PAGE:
Ground Motion Prediction in Los Angeles and Tokyo Using Ambient Seismic Noise
IPGP - Îlot Cuvier
Séminaires de Sismologie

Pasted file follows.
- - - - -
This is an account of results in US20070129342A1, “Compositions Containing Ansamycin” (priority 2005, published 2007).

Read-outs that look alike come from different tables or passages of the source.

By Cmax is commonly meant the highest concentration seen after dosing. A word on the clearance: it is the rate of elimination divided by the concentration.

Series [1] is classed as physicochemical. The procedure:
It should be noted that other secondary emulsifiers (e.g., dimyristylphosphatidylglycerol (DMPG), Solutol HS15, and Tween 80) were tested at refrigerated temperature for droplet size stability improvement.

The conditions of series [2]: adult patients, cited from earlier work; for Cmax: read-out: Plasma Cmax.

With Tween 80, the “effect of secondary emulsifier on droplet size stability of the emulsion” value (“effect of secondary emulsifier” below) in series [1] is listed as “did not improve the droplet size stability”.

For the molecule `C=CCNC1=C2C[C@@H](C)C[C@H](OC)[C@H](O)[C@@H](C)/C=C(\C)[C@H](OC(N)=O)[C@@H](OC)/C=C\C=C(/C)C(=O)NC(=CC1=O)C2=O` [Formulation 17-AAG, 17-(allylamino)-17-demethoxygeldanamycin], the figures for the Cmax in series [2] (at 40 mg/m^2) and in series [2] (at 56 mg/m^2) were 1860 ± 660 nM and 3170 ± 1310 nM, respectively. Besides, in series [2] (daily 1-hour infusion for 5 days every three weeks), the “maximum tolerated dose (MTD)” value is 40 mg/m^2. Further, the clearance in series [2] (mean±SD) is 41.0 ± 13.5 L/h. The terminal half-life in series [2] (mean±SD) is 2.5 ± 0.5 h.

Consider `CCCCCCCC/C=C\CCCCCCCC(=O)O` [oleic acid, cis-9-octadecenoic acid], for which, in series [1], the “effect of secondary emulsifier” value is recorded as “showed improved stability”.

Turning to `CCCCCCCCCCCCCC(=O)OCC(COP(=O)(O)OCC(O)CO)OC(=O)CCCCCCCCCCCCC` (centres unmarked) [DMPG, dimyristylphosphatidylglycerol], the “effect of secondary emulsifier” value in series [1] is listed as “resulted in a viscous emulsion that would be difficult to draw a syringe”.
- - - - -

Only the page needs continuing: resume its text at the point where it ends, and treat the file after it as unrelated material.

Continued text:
Earthquake strong ground motion estimation is traditionally based on empirical prediction equations. To overcome the scarcity of large event ground motion records, seismologists increasingly turn to physics-based ground motion simulations. To accurately reproduce earthquake ground motions, these simulations must take into account source complexity, elastic and anelastic structure of the crust as it affects wave propagation and local site effects. Incomplete knowledge of the subsurface translates into uncertainty in the simulated amplification, so it is important to validate ground motion predictions against data. For many areas, we lack earthquake records to test simulations. In these cases the ambient seismic field can be used for validation because it is subject to the same elastic and anelastic propagation effects as earthquakes. We have shown that to first order, for a period range of 4-15s, station-to-station impulse responses from ambient noise show very similar amplification effects to earthquake records for moderate earthquakes in southern California. We also investigated the response of Kanto basin in Japan using impulse responses for the dense seismic network MeSO-net. To achieve more accurate ground motion predictions, we have to correct for the difference in wave excitation for earthquakes, which have double-couple focal mechanisms at depth over a finite source, and ambient noise impulse responses, which are for a point source at the Earth's surface. We compute the depth-dependence of the fundamental mode surface waves by calculating the eigenmodes using Chebyshev spectral collocation methods. We take advantage of the 3D wavefield and simulate the radiation pattern of double couple. Finally, we show the potential of this method to represent an extended source using a temporary deployment on the San Andreas Fault.